Orangutans rescued from Indonesian jungle after fire rips through their home

Raging wildfires in Indonesia are seriously affecting the habitats of animals.

Conservationists rescued two male and female orangutans – named Bara and Arang – after they were found clinging to the last remaining trees when a fire tore through the rainforest in West Borneo.

A team led by International Animal Rescue (IAR) managed to sedate the starving primates, both around 20, and evacuate them to IAR’s conservation centre for rehabilitation on Monday.

The fires have also been spewing toxic haze over neighbouring Singapore and Malaysia.

Air quality has been affected by thick smog that has been hanging over Singapore since last weekend.

It has led to the waterfront skyline being obscured and has even sparked fears Sunday’s Formula One night race may be affected.

F1 organisers say they have a contingency plan if the haze worsens but racing fans could be forced to wear face masks if there is still lingering smoke.

Jakarta has deployed tens of thousands of personnel and water-bombing aircraft to tackle the blazes and this has led to air quality improving to a ‘moderate’ level as the skies over Singapore cleared today.

The wind direction could however still change ahead of the weekend and push smog back over Singapore.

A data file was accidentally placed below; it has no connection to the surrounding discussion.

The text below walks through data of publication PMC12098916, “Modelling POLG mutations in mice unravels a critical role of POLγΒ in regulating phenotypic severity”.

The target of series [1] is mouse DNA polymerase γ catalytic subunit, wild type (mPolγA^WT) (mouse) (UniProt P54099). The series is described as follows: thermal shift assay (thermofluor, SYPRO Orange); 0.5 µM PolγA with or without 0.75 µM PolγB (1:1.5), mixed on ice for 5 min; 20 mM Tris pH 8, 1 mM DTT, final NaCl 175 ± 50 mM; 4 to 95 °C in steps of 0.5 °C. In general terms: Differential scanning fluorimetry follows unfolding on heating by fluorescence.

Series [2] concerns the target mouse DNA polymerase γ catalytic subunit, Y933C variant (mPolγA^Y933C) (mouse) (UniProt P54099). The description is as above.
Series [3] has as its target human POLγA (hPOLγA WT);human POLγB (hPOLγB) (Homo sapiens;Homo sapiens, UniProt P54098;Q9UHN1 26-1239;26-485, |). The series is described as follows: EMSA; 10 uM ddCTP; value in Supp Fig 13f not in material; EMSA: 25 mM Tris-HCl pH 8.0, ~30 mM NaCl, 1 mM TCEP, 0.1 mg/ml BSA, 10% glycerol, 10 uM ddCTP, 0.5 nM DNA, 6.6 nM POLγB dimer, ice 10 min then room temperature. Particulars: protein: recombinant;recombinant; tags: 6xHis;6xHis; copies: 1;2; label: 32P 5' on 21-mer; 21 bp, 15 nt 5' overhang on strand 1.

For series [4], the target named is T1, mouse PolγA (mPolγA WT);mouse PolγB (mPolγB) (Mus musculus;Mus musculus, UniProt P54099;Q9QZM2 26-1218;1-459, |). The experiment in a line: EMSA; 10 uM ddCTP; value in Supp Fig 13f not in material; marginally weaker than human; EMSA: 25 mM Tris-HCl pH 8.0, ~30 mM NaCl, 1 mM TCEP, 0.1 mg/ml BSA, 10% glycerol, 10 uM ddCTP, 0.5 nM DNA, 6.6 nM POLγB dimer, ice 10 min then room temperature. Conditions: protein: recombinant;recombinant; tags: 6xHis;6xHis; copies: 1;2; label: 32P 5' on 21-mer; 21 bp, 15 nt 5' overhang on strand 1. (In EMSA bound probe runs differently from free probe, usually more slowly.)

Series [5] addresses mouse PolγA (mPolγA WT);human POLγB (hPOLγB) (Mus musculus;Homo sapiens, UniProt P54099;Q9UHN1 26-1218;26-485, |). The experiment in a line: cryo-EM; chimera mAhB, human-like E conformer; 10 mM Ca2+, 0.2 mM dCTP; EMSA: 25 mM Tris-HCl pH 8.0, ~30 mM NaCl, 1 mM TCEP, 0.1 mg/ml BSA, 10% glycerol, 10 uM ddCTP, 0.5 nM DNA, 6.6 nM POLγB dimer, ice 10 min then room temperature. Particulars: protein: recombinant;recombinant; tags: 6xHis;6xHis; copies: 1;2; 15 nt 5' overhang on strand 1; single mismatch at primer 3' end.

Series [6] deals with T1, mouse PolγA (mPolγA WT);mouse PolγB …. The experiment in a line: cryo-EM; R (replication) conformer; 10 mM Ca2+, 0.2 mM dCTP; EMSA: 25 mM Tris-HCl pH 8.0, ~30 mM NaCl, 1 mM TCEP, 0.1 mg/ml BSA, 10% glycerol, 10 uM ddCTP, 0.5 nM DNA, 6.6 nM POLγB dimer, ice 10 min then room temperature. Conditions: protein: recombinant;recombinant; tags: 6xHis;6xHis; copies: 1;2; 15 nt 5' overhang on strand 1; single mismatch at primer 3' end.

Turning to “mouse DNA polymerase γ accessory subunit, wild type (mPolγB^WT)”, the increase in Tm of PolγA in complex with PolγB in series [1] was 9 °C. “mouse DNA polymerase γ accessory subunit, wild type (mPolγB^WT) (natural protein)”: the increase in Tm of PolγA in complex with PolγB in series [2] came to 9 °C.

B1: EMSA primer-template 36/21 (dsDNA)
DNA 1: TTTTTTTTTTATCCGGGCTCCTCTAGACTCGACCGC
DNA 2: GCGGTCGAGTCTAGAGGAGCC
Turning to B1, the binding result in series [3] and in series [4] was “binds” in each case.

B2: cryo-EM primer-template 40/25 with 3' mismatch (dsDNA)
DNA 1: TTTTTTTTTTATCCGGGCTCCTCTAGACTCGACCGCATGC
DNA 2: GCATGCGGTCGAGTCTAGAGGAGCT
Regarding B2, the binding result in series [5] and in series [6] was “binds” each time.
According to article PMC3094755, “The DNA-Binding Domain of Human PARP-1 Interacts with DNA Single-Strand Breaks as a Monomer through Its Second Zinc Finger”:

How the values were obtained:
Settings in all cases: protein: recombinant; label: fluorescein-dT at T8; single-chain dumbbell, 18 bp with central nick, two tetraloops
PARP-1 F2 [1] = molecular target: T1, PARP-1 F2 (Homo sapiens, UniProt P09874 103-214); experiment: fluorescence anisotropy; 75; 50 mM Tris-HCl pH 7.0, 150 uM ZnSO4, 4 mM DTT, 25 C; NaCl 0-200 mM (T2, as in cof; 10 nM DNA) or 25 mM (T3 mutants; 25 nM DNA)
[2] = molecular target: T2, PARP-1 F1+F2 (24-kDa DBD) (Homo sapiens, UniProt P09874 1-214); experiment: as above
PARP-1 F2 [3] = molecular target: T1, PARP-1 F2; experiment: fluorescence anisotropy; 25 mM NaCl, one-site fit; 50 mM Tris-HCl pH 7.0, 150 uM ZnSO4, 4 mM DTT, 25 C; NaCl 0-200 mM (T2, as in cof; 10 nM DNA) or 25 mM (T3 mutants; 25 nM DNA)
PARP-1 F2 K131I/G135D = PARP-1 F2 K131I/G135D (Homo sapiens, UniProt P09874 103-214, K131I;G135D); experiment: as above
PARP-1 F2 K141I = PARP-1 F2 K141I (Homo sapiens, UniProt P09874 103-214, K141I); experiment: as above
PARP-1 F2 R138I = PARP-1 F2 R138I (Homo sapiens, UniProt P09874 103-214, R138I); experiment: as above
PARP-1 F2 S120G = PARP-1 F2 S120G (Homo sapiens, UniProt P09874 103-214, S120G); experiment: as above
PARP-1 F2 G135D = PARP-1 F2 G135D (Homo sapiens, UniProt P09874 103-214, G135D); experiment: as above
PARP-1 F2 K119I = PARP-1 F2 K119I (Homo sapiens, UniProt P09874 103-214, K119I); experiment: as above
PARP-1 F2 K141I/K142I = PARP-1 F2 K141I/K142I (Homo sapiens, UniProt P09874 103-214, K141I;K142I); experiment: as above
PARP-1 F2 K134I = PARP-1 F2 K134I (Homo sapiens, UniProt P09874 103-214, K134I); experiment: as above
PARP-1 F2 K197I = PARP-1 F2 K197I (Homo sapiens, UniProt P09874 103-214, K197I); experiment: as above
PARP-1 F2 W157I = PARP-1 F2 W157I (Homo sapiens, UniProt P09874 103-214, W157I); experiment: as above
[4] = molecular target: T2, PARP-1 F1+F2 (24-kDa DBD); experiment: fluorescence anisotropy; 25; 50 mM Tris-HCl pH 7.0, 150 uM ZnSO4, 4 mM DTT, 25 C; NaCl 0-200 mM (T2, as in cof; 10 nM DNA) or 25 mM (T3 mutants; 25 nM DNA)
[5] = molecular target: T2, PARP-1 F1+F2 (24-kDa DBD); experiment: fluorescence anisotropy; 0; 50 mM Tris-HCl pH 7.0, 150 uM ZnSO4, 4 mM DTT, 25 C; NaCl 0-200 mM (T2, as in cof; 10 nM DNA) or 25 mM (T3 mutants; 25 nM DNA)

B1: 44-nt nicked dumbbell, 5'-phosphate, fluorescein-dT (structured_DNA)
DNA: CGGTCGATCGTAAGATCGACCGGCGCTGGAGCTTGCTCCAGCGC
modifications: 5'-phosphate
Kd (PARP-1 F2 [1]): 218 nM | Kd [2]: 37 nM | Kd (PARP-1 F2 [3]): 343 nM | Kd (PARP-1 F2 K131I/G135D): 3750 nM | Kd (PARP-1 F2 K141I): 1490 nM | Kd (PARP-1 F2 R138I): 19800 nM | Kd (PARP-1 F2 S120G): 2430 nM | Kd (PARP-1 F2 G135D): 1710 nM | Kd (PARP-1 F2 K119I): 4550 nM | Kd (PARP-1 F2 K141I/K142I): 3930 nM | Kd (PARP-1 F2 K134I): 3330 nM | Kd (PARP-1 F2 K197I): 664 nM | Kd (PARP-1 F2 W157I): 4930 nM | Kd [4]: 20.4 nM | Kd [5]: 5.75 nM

Indonesia and Malaysia have been worst affected by haze from the fires, which are burning on Indonesia’s Sumatra island and the Indonesian part of Borneo.

Borneo is shared between Indonesia, Malaysia and Brunei.

Thousands of schools have been forced to close in both countries amid mounting health concerns, while several airports have shut in Indonesian Borneo due to poor visibility.

There has been an increase in reports of respiratory illnesses and conditions such as dry and itchy eyes.

The worst-affected state was Sarawak, on Borneo, where more than 1,000 schools were shuttered and air quality reached ‘hazardous’ levels in one area bordering Indonesia, according to an official index.

Indonesia had some success in ‘cloud-seeding’, which involved inducing rain using chemicals sprayed from planes.

Disaster agency spokesman Agus Wibowo said it produced a downpour over hard-hit Riau province on Sumatra.

Almost 250 people have been arrested on suspicion of activities that led to the blazes.

Experts say the fires are unlikely to be extinguished until the onset of the rainy season in October and have raised fears of a repeat of the 2015 crisis, the worst smog outbreak for about two decades.

The Indonesian fires are an annual problem during the dry season when farmers use illegal slash-and-burn techniques to clear land for agriculture, but this year’s are the worst since 2015.

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